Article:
The next screen is the Export as Catalog dialog where I can give the catalog a name and specify a few options. The big one to pay attention to is the Export negative files option. With that checked, Lightroom will export the catalog and all my edits as well as the raw images I imported from my camera. That means I don’t need to re-import the raw files from my memory card on the other computer…they’ll come along with the catalog.

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Lightroom Fanatic > Export as Catalog

To make my life easier, I export the catalog to DropBox. By doing so, DropBox does the heavy lifting of putting the catalog and files in a location that is accessible to my desktop. Since I’ll delete this temporary catalog at the end of the process anyway, it’s just temporary storage.

Once the catalog is exported, I can see it and the raw files by navigating to them in Finder.

lightroom export catalog workflow

Lightroom Fanatic > Exported Catalog And Raw Files

 Import

With my exported catalog and raw images in the cloud, it’s time to leave the park before it gets too dark and head home. Having avoided another day of mugging in the big city, I’ll pour myself a glass of wine (critical to my workflow) and fire up Lightroom on the desktop.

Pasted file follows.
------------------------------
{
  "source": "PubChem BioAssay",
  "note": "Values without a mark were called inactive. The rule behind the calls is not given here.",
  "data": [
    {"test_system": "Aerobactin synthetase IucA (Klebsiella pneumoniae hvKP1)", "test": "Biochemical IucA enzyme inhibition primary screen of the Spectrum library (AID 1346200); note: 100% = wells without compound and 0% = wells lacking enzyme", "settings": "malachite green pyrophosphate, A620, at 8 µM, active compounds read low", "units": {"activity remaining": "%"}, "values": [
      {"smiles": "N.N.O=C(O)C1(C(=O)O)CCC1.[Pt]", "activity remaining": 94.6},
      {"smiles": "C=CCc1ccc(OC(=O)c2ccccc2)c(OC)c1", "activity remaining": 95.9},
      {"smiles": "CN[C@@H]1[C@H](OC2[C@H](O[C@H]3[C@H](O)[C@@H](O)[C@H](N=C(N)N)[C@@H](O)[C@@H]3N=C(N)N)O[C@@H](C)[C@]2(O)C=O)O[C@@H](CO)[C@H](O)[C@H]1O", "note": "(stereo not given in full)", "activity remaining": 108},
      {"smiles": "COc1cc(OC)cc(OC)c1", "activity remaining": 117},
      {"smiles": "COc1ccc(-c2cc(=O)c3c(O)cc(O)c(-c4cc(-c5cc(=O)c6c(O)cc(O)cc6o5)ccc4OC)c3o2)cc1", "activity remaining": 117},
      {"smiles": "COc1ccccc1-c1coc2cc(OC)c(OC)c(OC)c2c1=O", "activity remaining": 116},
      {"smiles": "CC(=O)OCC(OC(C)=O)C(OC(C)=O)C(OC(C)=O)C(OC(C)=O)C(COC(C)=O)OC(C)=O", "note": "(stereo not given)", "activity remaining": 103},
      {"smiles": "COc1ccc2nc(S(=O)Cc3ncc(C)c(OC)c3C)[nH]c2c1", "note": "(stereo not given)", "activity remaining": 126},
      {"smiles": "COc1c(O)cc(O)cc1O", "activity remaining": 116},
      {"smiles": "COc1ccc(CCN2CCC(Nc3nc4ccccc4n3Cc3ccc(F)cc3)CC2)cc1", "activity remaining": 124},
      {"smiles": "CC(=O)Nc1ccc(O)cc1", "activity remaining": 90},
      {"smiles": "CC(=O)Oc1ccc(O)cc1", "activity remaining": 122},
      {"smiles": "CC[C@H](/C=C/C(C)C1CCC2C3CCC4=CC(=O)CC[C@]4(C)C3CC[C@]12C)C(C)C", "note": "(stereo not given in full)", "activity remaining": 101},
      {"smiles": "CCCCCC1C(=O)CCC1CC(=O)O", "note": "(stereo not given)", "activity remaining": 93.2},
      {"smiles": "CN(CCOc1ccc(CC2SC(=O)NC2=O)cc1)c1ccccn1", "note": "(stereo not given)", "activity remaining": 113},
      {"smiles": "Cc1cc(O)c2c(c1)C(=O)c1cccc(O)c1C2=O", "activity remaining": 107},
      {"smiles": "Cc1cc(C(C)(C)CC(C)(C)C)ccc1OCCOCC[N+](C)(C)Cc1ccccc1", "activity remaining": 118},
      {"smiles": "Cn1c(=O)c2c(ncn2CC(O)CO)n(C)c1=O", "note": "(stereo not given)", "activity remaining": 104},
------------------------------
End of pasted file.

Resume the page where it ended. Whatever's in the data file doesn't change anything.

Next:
The next step is to import the catalog, so I navigate to Import from Another Catalog…

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Lightroom Fanatic > Import From Another Catalog

Since my exported catalog is already synchronized with DropBox, I simply find the catalog file and select it.

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Lightroom Fanatic > Select Catalog To Import

The Import from Catalog dialog will appear and I’ll specify that I want to copy the new photos to a new location and import them. I also specify where I want the images to live in my main catalog. For me, that’s in my Pictures/Originals/2015 folder, and it will create a subfolder inside there with the name of the catalog and folder that I exported. In this case, “TeeBall Practice”.

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Lightroom Fanatic > Import From Catalog Dialog

 

Once I click on Import, Lightroom will import the raw images and put them in the designated folder on my desktop and add them to the catalog, along with all the edits and keywords that I did on my laptop.

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Lightroom Fanatic > Images Imported From Laptop

Now that the images are safely on my desktop and in the catalog, I can delete the temporary catalog and files from DropBox and, if I want to, from my laptop.